The Brief – February 2020


Supply Chain AI Defined, Ethical Supply Chain Labor, Retail & Warehouse Sensing Infrastructure, ELD Solutions, Traceability and Provenance

Best practices, technology, and new takes on critical business topics from ChainLink Research

Thursday, February 13, 2020 – Published once each month.

Plenty of obtuse definitions exist on the web, but none of them tell you what AI does for Supply Chain. These definitions definitely will. [ Read: AI in Supply Chain — Some Definitions ]

The Ethical Supply Chain Practitioner — Part Two: Labor and Ethical Business Practices

Thursday, February 13, 2020

A look at how to ensure that suppliers are treating their workers fairly, paying living wages, not using forced labor, providing a safe working environment, allowing collective bargaining, have non-discriminatory hiring practices, and ethical business practices. These are required not only to minimize reputational risk, but to underpin a company’s purpose and identity as a force for good in the world.  [ Read: The Ethical Supply Chain Practitioner — Part Two ]

Infrastructure Is the Starting Point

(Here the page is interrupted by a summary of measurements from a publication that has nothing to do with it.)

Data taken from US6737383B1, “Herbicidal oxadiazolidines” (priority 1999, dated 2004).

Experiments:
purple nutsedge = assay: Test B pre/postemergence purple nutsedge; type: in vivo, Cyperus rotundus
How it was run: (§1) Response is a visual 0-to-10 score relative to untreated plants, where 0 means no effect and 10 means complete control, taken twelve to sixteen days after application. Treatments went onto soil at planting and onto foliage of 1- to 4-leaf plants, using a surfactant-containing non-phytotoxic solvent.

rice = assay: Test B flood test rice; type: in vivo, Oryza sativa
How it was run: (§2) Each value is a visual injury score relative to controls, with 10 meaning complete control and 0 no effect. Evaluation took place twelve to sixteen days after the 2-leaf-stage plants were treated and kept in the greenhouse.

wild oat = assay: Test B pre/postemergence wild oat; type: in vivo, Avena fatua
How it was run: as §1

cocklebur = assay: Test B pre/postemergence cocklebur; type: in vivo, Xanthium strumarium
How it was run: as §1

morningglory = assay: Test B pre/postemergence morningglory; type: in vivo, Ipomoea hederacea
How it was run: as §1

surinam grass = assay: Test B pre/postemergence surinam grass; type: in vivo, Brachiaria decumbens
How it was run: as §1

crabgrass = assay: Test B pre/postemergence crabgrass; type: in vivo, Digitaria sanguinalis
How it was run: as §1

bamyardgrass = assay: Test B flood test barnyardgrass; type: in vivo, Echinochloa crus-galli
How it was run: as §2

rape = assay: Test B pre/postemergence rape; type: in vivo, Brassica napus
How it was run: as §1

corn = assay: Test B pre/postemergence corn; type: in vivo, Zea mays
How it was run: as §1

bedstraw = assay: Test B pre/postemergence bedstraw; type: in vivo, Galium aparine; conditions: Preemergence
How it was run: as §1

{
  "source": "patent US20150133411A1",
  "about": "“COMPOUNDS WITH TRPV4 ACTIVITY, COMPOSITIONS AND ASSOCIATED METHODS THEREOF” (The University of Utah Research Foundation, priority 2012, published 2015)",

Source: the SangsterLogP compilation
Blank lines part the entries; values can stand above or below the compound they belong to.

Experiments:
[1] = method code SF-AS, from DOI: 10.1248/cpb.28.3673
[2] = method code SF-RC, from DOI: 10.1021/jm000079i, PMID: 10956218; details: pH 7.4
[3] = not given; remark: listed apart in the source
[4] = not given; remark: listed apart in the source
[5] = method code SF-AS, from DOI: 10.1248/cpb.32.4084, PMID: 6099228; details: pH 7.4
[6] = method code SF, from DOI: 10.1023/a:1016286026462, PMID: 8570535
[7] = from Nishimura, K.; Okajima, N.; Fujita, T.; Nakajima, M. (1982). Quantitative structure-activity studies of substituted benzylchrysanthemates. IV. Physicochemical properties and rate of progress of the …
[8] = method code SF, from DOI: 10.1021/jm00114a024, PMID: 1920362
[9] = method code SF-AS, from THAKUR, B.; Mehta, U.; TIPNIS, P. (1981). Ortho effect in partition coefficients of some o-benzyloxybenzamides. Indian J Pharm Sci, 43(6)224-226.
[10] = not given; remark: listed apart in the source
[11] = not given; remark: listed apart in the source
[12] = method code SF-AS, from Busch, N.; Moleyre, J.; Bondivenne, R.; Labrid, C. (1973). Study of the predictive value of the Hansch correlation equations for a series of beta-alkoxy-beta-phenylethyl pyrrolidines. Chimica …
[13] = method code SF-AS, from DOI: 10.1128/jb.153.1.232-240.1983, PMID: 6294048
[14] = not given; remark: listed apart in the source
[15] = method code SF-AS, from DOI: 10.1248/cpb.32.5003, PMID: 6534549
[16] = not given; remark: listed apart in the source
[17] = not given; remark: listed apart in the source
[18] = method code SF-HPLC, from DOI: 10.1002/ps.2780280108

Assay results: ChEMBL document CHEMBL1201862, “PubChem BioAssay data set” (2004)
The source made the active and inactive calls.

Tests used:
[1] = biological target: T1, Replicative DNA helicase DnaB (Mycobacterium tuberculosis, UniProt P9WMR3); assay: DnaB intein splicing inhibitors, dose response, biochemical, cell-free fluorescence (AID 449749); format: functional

Thursday, February 13, 2020

Retail and Supply Chain with warehouse fulfillment, service management, and manufacturing are going through a vast make-over. Why? We need the data. And we need it now. It’s great to talk about IoT, but you need the infrastructure in place to collect that data. And that can be expensive — really expensive. Therefore, we need a range of solutions appropriate for each facility and pocketbook. [ Read: Infrastructure Is the Starting Point ]

Telematics Transformation: Part Seven — What to Look for in an ELD Solution Provider

Thursday, February 13, 2020

Selecting the right solution provider is one of the most important decisions for a successful ELD/telematics implementation. We discuss what to look for in a solution provider and the value-add applications and services they provide. [ Read: Telematics Transformation: Part Seven ]

Geospatial Intelligence: Part Five — Traceability and Provenance Assurance

Thursday, February 13, 2020

Traceability has become increasingly important in supply chains, whether it’s pharmaceuticals, food, lumber, electronic parts, conflict minerals, and other commodities. The goals of traceability are diverse, such as anti-counterfeiting, rapid response/recall when tainted goods are discovered, brand protection, fair trade, environmental protection, and prevention of diversion/grey market sales. [ Read: Geospatial Intelligence: Part Five ]

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